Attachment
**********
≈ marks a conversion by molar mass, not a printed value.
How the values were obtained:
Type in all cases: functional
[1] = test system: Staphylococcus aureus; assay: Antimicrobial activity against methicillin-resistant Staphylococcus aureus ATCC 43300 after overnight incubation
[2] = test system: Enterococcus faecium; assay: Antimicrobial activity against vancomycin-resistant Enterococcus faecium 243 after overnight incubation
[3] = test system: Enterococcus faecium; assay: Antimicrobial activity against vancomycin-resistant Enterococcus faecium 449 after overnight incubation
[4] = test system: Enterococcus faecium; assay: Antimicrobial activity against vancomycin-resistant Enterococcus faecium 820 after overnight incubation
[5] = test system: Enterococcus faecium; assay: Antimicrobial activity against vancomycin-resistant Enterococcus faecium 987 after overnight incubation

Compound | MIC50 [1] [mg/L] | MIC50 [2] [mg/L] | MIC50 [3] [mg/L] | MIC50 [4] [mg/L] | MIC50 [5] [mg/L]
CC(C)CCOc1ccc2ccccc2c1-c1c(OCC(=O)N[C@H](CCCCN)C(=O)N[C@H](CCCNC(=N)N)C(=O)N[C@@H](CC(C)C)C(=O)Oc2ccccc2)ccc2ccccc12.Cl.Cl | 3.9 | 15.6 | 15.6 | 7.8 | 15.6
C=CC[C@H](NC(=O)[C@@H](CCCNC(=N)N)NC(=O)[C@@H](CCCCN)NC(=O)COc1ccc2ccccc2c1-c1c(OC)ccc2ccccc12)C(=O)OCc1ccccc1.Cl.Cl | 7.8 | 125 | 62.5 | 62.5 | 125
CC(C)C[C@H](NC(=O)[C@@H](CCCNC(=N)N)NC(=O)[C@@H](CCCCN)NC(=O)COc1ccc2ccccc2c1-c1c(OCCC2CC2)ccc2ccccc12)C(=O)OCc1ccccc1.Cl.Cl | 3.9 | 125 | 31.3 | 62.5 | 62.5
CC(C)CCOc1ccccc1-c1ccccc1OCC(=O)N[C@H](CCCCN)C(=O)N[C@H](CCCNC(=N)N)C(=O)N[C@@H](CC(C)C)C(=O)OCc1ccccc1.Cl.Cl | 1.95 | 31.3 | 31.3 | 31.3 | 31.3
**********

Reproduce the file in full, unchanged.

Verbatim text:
≈ marks a conversion by molar mass, not a printed value.
How the values were obtained:
Type in all cases: functional
[1] = test system: Staphylococcus aureus; assay: Antimicrobial activity against methicillin-resistant Staphylococcus aureus ATCC 43300 after overnight incubation
[2] = test system: Enterococcus faecium; assay: Antimicrobial activity against vancomycin-resistant Enterococcus faecium 243 after overnight incubation
[3] = test system: Enterococcus faecium; assay: Antimicrobial activity against vancomycin-resistant Enterococcus faecium 449 after overnight incubation
[4] = test system: Enterococcus faecium; assay: Antimicrobial activity against vancomycin-resistant Enterococcus faecium 820 after overnight incubation
[5] = test system: Enterococcus faecium; assay: Antimicrobial activity against vancomycin-resistant Enterococcus faecium 987 after overnight incubation

Compound | MIC50 [1] [mg/L] | MIC50 [2] [mg/L] | MIC50 [3] [mg/L] | MIC50 [4] [mg/L] | MIC50 [5] [mg/L]
CC(C)CCOc1ccc2ccccc2c1-c1c(OCC(=O)N[C@H](CCCCN)C(=O)N[C@H](CCCNC(=N)N)C(=O)N[C@@H](CC(C)C)C(=O)Oc2ccccc2)ccc2ccccc12.Cl.Cl | 3.9 | 15.6 | 15.6 | 7.8 | 15.6
C=CC[C@H](NC(=O)[C@@H](CCCNC(=N)N)NC(=O)[C@@H](CCCCN)NC(=O)COc1ccc2ccccc2c1-c1c(OC)ccc2ccccc12)C(=O)OCc1ccccc1.Cl.Cl | 7.8 | 125 | 62.5 | 62.5 | 125
CC(C)C[C@H](NC(=O)[C@@H](CCCNC(=N)N)NC(=O)[C@@H](CCCCN)NC(=O)COc1ccc2ccccc2c1-c1c(OCCC2CC2)ccc2ccccc12)C(=O)OCc1ccccc1.Cl.Cl | 3.9 | 125 | 31.3 | 62.5 | 62.5
CC(C)CCOc1ccccc1-c1ccccc1OCC(=O)N[C@H](CCCCN)C(=O)N[C@H](CCCNC(=N)N)C(=O)N[C@@H](CC(C)C)C(=O)OCc1ccccc1.Cl.Cl | 1.95 | 31.3 | 31.3 | 31.3 | 31.3